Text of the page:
Why British Companies Are Still Losing out over EU Tax Regime; LEGAL&FINANCE Midlands Businesses That Are Facing Tumultuous Times on the Stock Market Have Additional Burdens to Bear on Cross Border Transactions, Says Phil Warner, International Tax Director at RSM Bentley Jennison in Birmingham
Byline: Phil Warner
The worst thing about sitting in a traffic jam is the uncertainty, not knowing for how long you'll be road-wrecked, while your international competitors glide down their easy-flow motorways gaining access to your customers effortlessly.
Such is the sad state of affairs with the UK's international tax regime that we are experiencing the mother of all traffic jams. Why the jam? Because the European Court of Justice (ECJ) keeps handing down tax case decisions that effectively tell the UK to drive on the right in accordance with European Law.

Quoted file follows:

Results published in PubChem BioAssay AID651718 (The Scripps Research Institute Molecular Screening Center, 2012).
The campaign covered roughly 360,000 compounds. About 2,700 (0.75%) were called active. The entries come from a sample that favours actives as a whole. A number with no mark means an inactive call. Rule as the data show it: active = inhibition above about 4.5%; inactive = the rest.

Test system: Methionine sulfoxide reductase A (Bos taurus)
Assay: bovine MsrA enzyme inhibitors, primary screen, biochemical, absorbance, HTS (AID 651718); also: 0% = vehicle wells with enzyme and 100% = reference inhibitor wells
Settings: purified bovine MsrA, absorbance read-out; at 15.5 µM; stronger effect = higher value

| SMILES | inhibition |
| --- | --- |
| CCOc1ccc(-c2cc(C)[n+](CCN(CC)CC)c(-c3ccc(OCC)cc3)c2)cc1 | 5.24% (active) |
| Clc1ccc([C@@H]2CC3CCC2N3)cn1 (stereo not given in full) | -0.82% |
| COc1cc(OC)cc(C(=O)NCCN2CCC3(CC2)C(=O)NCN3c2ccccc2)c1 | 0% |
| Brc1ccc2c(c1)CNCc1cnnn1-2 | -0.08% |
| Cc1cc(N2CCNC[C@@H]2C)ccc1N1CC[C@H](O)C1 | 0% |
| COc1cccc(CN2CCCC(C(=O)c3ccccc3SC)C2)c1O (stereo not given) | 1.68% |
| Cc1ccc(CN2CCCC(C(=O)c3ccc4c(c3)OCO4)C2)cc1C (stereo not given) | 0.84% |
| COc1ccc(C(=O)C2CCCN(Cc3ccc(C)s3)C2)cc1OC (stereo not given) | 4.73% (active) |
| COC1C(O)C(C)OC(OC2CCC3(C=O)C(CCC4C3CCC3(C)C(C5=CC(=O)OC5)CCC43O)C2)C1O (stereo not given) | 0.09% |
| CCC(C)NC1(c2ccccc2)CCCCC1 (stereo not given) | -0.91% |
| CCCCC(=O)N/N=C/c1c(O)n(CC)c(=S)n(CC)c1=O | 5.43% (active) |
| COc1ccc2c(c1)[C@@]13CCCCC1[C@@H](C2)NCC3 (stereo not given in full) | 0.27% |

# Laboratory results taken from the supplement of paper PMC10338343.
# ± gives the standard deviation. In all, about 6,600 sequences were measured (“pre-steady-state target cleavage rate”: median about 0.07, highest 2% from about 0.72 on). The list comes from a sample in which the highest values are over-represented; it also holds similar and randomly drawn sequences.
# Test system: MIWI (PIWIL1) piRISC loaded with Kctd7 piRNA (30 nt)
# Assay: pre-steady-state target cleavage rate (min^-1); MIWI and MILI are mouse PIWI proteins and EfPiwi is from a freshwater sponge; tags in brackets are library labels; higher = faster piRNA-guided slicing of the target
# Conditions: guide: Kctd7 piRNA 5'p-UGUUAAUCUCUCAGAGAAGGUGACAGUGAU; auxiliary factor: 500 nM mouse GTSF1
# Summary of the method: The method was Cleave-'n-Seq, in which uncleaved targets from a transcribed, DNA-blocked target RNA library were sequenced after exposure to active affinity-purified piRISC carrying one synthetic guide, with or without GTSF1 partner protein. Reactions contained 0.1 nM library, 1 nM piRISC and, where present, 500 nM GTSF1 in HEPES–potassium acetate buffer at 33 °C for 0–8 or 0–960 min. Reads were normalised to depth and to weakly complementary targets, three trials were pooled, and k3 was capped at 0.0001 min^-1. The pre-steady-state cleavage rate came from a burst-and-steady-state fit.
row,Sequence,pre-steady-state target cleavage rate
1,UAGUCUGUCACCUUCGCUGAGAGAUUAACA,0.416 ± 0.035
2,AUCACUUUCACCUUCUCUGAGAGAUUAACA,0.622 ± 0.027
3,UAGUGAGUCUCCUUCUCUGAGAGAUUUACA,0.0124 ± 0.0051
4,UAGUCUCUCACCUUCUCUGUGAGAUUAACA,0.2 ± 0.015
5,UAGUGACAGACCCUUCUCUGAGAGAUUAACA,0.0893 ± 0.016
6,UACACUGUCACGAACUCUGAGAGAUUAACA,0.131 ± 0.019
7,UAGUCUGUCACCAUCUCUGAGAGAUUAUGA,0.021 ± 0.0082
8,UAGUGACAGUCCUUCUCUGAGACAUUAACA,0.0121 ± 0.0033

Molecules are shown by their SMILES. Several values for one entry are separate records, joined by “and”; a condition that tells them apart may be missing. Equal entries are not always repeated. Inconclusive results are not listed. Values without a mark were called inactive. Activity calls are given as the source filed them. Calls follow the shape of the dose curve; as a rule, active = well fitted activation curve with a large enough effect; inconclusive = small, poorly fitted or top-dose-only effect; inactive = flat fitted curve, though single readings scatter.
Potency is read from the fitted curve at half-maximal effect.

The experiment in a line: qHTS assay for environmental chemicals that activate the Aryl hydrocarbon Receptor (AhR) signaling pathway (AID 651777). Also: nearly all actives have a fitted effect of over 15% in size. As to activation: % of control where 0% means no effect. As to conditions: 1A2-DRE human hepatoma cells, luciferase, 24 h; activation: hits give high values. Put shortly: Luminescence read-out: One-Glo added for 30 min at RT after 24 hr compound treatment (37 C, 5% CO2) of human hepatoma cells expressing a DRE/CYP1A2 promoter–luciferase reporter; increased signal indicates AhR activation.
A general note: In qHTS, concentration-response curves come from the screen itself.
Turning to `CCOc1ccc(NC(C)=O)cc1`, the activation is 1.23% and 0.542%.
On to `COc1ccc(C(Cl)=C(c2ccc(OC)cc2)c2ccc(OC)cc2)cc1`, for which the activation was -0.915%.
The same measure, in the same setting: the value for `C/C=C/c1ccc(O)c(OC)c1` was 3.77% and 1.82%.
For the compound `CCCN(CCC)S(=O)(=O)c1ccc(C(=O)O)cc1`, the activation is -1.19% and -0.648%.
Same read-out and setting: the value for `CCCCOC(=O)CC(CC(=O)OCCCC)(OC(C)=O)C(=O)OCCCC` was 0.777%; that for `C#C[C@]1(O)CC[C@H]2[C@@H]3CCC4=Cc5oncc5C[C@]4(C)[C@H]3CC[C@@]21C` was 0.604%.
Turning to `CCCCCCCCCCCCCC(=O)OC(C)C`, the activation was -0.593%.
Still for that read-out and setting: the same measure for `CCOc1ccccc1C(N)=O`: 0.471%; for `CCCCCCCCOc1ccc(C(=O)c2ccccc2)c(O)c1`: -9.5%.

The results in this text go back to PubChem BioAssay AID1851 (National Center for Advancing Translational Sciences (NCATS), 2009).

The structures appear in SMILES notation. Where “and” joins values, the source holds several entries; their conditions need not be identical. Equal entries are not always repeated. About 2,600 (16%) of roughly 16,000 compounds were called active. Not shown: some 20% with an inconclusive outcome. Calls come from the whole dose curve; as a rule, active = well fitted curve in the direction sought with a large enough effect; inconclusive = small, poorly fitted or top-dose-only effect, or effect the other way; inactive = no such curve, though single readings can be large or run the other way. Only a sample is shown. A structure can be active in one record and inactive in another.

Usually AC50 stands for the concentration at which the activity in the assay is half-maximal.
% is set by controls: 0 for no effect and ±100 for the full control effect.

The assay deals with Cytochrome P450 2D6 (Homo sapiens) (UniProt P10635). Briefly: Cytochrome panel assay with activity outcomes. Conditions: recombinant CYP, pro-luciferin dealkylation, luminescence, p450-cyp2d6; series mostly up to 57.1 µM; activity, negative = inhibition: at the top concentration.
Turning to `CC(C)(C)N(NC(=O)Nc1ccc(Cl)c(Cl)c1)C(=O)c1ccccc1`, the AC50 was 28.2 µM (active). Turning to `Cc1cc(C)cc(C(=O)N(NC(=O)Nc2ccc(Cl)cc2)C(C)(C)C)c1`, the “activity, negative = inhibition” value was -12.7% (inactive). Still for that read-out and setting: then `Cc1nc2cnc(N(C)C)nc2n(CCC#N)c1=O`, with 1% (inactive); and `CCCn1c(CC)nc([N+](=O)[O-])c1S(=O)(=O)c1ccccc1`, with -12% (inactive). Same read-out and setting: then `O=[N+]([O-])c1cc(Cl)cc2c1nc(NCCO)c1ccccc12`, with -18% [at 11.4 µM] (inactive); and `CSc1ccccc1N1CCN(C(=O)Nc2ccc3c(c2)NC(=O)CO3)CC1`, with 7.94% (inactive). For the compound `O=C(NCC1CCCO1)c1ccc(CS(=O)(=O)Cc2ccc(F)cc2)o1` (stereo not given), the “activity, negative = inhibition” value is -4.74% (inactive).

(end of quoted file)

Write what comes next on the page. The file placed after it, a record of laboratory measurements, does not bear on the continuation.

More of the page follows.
The UK's line (from the Government and HM Revenue and Customs) is that under domestic tax law we drive on the left.
In the meantime our European competitors are moving increasingly towards exempting overseas dividends and attracting business from the UK.
Whichever way you look at it, UK tax law, as presently drafted, is seriously incompatible with fundamental European freedoms enshrined both in the European Treaty and in the EU Tax Policy document which was adopted by member states as far back as May 2001.
It is not surprising that it is incompatible as most of it was drafted long before 2001. British business (Marks & Spencer, Cadbury and Vodafone to name a few) has noticed this and has got the European Court of Justice to confirm it. The problem is that overseas businesses are also noticing the situation and comparing our tax system with those in other European countries. …